Time had dimmed the Shimabukans’ memory of the missionary; neither Kina nor Nakamura could recall his name. They did remember his parting statement. As expressed by Nakamura, it was: “Study this Book well. It will give you strong faith. And when faith is strong, everything is strong!”


  1. Wonderful, I found this post through Google and it is very inspiring.

  2. Thanks for stopping by. My son is a Marine and is about to have his PDS in Okinawa!! Thank you for serving our country!

  3. Great post Sister!! I’m sorry I haven’t been by in a while. I’ve been taking the time to concentrate on the situation we are dealing with here at home. I’ve not felt much like visiting blogs. I’ve not even been posting like I usually do. Thank you for your prayers. Nothing has changed as of yet that we know. But I know that God is still in control!! Its just hard when you know that a situation depends on a person’s will and what they will choose to do. God won’t force Himself on her but I know He will certainly try to discourage her from making the wrong choice.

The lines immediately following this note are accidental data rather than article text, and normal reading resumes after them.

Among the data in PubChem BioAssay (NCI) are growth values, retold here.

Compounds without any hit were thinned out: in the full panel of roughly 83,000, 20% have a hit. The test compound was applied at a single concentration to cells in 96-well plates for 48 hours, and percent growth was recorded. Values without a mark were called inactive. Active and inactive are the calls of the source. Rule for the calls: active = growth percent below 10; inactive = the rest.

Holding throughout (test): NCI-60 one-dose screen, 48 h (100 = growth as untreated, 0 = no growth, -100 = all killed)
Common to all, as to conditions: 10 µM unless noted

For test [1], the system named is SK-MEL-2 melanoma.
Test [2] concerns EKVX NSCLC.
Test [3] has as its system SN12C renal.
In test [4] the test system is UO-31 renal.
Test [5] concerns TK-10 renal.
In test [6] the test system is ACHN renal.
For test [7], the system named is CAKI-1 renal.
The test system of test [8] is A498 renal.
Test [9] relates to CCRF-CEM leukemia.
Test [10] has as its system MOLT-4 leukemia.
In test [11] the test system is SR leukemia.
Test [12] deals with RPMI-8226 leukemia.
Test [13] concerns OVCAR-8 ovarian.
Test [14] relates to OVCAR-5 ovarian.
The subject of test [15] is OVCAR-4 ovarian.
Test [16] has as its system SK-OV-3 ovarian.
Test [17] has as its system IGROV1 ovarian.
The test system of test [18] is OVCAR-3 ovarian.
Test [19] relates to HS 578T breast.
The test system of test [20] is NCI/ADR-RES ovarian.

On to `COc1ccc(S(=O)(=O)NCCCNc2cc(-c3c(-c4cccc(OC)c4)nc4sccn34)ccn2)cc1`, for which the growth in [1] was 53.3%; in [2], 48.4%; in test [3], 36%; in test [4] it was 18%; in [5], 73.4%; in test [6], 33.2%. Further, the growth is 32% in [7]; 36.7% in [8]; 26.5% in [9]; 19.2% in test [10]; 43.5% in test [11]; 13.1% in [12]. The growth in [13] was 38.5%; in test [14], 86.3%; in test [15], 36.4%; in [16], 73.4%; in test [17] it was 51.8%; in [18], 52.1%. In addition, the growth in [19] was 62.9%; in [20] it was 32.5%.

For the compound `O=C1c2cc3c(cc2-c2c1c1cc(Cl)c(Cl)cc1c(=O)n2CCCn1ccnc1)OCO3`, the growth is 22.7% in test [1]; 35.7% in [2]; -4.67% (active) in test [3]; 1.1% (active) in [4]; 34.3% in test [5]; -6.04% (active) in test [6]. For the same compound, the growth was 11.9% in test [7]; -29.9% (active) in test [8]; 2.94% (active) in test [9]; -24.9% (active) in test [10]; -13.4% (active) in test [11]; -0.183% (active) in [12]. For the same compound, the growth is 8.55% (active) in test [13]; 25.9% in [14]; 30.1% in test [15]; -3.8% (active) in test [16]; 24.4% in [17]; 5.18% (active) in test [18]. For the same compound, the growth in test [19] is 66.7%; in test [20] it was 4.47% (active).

4. Kate, this was a blessing to read. Sometimes we forget how powerful the Word of God is. We often think that WE are the important tool. That missionary was a willing vessel but after 30 years it was God’s word that truly made the difference. That was just wonderful. This is my first visit here. I am praying for you and your husband as you face the difficult trials. God is so good and I know that he will stregnthen you both.
    Lots of love,

  5. Proof once again that the Word of God is FOREVER settled in heaven. Thanks for posting this as it served as a reminder to me that when everything around you might seem out of kilter God’s word is the same today & forever, it changes NOT! It’s POWERFUL!!!!

Leave a Reply

Your email address will not be published. Required fields are marked *

This site uses Akismet to reduce spam. Learn how your comment data is processed.